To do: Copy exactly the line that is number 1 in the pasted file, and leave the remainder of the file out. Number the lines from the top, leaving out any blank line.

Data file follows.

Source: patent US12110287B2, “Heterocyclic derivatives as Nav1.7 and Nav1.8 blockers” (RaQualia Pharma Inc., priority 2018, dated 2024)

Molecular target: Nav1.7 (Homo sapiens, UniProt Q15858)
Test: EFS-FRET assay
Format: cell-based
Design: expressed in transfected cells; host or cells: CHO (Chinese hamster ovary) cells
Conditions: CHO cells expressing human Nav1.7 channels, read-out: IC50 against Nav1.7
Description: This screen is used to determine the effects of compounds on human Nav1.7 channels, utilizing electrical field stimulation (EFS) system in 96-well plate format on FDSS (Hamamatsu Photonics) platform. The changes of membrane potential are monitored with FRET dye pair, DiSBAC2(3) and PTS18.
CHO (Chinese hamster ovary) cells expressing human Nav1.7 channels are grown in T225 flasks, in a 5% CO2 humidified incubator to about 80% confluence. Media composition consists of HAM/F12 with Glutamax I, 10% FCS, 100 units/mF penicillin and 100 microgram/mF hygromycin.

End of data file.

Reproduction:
Source: patent US12110287B2, “Heterocyclic derivatives as Nav1.7 and Nav1.8 blockers” (RaQualia Pharma Inc., priority 2018, dated 2024)